At the same time Wakefield-Young Books had a shop here. Not merely a bookstore, it also staged original art exhibitions.
Upscale hair salons appeared on the second floor by the end of the 1950's. Carita Sisters of Paris opened in April 1959. The Times reported "The star stylist is Mr. Thierry, who has just arrived from Paris." A month later the newspaper added "In the palm-printed green and white salon on Madison Avenue, where a Parisian artist named Mr. Jacques holds forth, photographs on the wall show the latest, cost alluring Carita hair styles. A woman has only to point a finger and pay $10 for the same effect." The cost of the styling would be more in the neighborhood of $85 today.
Men were not ignored at No. 740. In 1961 Joyce Markson operated what was said to be "the only European-style barber shop in the United States." The New York Times, on December 13 that year, said "Men are treated to services that rival those in beauty salons: hair coloring, shampoo, cut and styling, facials, pedicures and manicures." Expected today, the services were nearly unheard of in 1961.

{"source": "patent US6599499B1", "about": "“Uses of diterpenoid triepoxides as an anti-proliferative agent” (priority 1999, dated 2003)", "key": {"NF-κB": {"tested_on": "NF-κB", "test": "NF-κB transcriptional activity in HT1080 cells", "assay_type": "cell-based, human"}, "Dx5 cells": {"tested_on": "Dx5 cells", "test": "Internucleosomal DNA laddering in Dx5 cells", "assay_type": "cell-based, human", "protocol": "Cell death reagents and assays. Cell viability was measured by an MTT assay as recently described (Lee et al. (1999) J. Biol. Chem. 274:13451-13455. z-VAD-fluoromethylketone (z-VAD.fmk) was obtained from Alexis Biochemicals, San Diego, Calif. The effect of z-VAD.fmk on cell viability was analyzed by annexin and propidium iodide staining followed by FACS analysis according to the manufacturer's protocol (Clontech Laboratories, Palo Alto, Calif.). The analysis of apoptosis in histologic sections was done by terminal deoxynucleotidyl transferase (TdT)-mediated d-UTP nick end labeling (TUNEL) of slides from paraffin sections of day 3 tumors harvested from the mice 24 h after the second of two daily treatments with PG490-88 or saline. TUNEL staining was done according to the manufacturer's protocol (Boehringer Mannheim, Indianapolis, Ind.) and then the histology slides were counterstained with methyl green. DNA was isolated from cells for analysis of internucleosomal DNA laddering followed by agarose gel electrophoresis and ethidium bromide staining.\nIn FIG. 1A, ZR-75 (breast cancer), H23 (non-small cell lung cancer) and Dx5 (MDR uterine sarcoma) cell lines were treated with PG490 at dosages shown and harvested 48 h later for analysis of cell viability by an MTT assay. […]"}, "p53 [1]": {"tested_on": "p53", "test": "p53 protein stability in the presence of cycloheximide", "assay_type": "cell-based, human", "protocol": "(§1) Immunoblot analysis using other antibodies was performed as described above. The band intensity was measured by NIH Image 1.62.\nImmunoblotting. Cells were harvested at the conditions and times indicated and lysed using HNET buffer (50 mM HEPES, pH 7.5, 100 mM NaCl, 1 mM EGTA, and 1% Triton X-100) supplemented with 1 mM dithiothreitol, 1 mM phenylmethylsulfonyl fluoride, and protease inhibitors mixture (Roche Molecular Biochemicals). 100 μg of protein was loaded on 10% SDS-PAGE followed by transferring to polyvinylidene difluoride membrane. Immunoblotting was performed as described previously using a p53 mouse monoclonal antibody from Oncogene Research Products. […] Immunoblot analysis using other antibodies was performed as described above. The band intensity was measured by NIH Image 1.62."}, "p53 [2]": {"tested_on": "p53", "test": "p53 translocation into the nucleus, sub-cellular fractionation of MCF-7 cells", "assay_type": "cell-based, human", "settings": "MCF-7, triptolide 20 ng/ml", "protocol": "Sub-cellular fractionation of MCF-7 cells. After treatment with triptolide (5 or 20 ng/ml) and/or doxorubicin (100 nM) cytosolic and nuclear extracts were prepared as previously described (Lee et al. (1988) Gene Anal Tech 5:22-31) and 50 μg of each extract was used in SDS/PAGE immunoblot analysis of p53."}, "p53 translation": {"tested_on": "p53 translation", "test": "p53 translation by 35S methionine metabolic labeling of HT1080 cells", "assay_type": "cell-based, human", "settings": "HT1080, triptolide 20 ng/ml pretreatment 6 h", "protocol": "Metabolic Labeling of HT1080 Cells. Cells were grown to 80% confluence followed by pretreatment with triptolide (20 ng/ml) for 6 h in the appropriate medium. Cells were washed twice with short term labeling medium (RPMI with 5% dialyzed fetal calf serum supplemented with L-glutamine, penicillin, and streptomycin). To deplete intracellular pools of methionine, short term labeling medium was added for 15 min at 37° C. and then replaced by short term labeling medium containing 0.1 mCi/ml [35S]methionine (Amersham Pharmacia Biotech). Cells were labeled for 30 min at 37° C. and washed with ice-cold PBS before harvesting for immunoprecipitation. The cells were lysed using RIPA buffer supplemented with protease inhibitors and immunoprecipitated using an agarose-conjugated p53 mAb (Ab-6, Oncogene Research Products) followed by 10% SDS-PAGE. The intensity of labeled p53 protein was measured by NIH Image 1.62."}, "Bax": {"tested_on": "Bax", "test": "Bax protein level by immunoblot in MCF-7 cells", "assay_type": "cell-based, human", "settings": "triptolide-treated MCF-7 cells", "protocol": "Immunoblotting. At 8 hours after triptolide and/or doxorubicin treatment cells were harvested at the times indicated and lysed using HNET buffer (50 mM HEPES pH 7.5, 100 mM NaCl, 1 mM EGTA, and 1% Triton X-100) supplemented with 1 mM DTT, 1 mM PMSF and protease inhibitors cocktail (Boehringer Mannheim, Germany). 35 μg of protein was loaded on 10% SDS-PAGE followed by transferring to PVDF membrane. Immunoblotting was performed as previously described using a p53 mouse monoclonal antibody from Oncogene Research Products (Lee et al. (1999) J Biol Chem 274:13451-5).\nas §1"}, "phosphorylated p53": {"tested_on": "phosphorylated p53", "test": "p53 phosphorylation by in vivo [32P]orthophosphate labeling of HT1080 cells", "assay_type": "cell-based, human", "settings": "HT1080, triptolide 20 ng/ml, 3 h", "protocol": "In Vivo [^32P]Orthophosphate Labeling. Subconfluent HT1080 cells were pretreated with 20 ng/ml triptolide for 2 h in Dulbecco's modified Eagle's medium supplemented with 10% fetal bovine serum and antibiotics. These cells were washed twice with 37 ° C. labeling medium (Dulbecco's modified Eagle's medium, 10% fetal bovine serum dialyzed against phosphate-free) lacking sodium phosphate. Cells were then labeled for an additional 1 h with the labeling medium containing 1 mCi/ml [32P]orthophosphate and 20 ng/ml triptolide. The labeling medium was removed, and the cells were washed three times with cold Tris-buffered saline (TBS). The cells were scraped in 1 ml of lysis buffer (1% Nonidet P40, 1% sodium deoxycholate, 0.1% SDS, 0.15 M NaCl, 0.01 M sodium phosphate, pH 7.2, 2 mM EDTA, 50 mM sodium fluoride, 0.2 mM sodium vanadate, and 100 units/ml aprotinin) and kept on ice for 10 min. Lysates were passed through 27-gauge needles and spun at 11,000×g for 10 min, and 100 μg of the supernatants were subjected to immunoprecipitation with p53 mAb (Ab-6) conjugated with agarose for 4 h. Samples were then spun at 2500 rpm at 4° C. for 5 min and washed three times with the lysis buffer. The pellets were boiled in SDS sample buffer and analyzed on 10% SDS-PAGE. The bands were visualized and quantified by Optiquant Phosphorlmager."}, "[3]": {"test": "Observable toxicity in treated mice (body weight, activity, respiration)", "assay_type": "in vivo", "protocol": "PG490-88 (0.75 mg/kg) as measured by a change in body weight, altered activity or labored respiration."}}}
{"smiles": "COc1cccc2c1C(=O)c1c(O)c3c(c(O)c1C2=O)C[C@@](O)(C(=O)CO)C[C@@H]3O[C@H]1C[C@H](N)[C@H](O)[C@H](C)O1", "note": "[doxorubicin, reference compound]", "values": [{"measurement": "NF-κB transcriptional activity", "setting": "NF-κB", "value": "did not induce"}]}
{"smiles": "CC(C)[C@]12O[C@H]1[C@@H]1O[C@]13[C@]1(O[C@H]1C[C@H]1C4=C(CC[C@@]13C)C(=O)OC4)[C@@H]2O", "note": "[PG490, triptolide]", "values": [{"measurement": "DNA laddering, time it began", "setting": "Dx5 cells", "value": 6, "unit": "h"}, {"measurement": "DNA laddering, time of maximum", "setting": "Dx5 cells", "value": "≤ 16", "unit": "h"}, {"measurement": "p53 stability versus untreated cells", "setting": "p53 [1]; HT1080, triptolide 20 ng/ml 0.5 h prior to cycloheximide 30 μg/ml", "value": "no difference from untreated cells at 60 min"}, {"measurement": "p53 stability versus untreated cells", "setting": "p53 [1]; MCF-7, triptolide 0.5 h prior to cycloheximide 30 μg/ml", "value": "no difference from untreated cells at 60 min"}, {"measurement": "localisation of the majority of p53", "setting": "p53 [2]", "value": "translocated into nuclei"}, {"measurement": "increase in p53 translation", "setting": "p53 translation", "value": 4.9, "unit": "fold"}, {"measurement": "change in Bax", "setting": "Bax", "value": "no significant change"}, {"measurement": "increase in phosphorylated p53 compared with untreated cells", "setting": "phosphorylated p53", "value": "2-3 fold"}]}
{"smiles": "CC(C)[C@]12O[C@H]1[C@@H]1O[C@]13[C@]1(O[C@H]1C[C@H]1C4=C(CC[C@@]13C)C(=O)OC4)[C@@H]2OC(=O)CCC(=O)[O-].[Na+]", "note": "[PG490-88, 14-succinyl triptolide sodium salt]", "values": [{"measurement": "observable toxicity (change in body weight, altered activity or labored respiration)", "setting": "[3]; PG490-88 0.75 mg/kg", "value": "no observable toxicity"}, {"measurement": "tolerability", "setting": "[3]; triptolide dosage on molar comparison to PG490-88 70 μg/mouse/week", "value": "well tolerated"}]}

Markson's shop was decorated as a hunting lodge, with a beamed ceiling and a life-sized stuffed bear. There was also a Dow Jones news ticker so the customers could keep up with any market developments. "Mrs. Markson also has supplied the shop with an oxygen tank to cure hangovers," said The Times.
Other shops throughout 1960's and '70's included Charles C. Paterson's antiques shop, The Picture Decorator which sold vintage photographs of New York, and the Phone-tique Gallery, which offered designer telephone. In April 1976 New York magazine called Phone-tique "posh" and noted it "has a number of 'exclusive' designs and oddities of the genre known as 'conversation pieces.'"
The 740 Madison Avenue Corporation owned the building in the 1980's when it initiated a restoration and renovation by Samuel J. De Santo & Associates. The two-year project included removing paint, and replacing the stonework, balustrades and windows on the upper three floors. At the time ground floor housed shops like Sermoneta and Bennetton.
|The upper story windows retain their neo-Grec stone frames.|
photographs by the author